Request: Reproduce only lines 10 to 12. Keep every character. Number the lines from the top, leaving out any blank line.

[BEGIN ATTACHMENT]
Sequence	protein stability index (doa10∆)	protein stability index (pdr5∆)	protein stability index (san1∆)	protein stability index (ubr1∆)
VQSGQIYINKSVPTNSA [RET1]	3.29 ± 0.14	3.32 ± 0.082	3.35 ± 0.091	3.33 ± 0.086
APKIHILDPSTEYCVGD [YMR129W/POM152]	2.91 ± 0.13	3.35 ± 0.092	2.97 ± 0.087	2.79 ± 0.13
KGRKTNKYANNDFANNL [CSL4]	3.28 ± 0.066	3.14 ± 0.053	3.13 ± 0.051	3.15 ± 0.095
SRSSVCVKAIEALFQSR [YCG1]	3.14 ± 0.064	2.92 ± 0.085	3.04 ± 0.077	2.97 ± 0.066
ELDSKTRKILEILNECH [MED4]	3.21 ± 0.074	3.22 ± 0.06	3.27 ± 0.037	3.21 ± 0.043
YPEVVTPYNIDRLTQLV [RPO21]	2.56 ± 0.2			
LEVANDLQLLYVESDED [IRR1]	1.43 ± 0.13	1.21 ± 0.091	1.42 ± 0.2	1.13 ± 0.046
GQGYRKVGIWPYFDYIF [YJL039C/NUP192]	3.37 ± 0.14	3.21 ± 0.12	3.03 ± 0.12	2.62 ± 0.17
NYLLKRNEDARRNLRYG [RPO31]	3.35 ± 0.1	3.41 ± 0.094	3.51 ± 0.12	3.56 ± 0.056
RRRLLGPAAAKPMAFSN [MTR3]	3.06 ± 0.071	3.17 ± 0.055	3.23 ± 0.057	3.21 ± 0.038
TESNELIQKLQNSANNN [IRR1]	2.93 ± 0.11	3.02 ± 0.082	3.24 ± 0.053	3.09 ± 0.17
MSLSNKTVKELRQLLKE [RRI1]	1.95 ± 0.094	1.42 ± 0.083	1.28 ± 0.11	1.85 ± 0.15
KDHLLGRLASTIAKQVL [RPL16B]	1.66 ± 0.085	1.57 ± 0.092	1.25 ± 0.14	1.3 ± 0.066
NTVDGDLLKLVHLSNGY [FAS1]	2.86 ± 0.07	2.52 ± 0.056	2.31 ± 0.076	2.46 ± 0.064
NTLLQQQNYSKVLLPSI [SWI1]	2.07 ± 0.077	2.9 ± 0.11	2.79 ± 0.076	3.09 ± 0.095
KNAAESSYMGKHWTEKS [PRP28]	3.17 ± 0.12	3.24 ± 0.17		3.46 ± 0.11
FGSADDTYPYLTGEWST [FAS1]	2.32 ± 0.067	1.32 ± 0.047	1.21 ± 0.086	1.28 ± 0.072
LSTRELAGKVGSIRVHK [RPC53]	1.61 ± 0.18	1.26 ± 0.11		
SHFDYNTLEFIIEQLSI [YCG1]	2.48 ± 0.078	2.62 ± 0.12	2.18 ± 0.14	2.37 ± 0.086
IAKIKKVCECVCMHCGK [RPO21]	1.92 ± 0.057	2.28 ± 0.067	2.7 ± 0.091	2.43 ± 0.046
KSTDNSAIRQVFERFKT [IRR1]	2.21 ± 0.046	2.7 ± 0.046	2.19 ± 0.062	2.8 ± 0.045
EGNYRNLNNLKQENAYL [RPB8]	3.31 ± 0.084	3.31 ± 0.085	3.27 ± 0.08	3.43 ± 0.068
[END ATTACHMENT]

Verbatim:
NYLLKRNEDARRNLRYG [RPO31]	3.35 ± 0.1	3.41 ± 0.094	3.51 ± 0.12	3.56 ± 0.056
RRRLLGPAAAKPMAFSN [MTR3]	3.06 ± 0.071	3.17 ± 0.055	3.23 ± 0.057	3.21 ± 0.038
TESNELIQKLQNSANNN [IRR1]	2.93 ± 0.11	3.02 ± 0.082	3.24 ± 0.053	3.09 ± 0.17